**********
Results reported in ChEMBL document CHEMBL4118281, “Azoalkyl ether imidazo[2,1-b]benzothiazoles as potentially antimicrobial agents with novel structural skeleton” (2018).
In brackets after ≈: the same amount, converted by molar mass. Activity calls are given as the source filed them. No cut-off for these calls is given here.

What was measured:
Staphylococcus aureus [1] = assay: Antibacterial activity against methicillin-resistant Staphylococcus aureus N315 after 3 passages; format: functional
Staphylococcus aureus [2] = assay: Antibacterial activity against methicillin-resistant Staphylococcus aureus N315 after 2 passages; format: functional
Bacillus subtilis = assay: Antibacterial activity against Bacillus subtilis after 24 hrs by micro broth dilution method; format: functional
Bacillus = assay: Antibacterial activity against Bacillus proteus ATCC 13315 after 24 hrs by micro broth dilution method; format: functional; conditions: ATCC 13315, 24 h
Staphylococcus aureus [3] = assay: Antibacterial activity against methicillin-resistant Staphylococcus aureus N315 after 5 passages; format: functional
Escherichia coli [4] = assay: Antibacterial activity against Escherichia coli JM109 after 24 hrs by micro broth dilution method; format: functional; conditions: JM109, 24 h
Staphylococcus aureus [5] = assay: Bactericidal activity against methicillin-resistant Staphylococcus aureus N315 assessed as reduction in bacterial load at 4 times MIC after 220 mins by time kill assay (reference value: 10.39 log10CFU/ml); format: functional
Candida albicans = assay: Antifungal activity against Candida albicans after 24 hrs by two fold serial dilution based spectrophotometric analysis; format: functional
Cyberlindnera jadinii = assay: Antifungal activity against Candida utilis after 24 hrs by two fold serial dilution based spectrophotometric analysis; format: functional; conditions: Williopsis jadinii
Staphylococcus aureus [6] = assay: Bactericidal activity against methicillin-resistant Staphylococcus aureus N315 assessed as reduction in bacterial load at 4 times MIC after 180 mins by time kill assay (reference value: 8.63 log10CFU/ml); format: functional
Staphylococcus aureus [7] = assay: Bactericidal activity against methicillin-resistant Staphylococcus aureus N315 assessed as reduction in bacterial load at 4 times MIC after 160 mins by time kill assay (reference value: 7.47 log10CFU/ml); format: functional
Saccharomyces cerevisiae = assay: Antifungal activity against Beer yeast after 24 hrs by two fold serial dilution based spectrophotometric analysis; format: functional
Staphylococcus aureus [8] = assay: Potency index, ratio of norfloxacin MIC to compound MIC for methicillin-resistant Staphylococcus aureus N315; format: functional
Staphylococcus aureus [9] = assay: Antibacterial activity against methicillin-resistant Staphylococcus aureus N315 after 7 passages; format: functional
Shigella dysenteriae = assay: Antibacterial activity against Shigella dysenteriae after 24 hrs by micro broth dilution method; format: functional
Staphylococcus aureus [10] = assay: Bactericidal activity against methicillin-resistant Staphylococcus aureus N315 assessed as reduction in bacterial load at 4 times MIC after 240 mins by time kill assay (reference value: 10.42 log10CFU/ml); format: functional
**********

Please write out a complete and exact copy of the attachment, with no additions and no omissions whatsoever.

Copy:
Results reported in ChEMBL document CHEMBL4118281, “Azoalkyl ether imidazo[2,1-b]benzothiazoles as potentially antimicrobial agents with novel structural skeleton” (2018).
In brackets after ≈: the same amount, converted by molar mass. Activity calls are given as the source filed them. No cut-off for these calls is given here.

What was measured:
Staphylococcus aureus [1] = assay: Antibacterial activity against methicillin-resistant Staphylococcus aureus N315 after 3 passages; format: functional
Staphylococcus aureus [2] = assay: Antibacterial activity against methicillin-resistant Staphylococcus aureus N315 after 2 passages; format: functional
Bacillus subtilis = assay: Antibacterial activity against Bacillus subtilis after 24 hrs by micro broth dilution method; format: functional
Bacillus = assay: Antibacterial activity against Bacillus proteus ATCC 13315 after 24 hrs by micro broth dilution method; format: functional; conditions: ATCC 13315, 24 h
Staphylococcus aureus [3] = assay: Antibacterial activity against methicillin-resistant Staphylococcus aureus N315 after 5 passages; format: functional
Escherichia coli [4] = assay: Antibacterial activity against Escherichia coli JM109 after 24 hrs by micro broth dilution method; format: functional; conditions: JM109, 24 h
Staphylococcus aureus [5] = assay: Bactericidal activity against methicillin-resistant Staphylococcus aureus N315 assessed as reduction in bacterial load at 4 times MIC after 220 mins by time kill assay (reference value: 10.39 log10CFU/ml); format: functional
Candida albicans = assay: Antifungal activity against Candida albicans after 24 hrs by two fold serial dilution based spectrophotometric analysis; format: functional
Cyberlindnera jadinii = assay: Antifungal activity against Candida utilis after 24 hrs by two fold serial dilution based spectrophotometric analysis; format: functional; conditions: Williopsis jadinii
Staphylococcus aureus [6] = assay: Bactericidal activity against methicillin-resistant Staphylococcus aureus N315 assessed as reduction in bacterial load at 4 times MIC after 180 mins by time kill assay (reference value: 8.63 log10CFU/ml); format: functional
Staphylococcus aureus [7] = assay: Bactericidal activity against methicillin-resistant Staphylococcus aureus N315 assessed as reduction in bacterial load at 4 times MIC after 160 mins by time kill assay (reference value: 7.47 log10CFU/ml); format: functional
Saccharomyces cerevisiae = assay: Antifungal activity against Beer yeast after 24 hrs by two fold serial dilution based spectrophotometric analysis; format: functional
Staphylococcus aureus [8] = assay: Potency index, ratio of norfloxacin MIC to compound MIC for methicillin-resistant Staphylococcus aureus N315; format: functional
Staphylococcus aureus [9] = assay: Antibacterial activity against methicillin-resistant Staphylococcus aureus N315 after 7 passages; format: functional
Shigella dysenteriae = assay: Antibacterial activity against Shigella dysenteriae after 24 hrs by micro broth dilution method; format: functional
Staphylococcus aureus [10] = assay: Bactericidal activity against methicillin-resistant Staphylococcus aureus N315 assessed as reduction in bacterial load at 4 times MIC after 240 mins by time kill assay (reference value: 10.42 log10CFU/ml); format: functional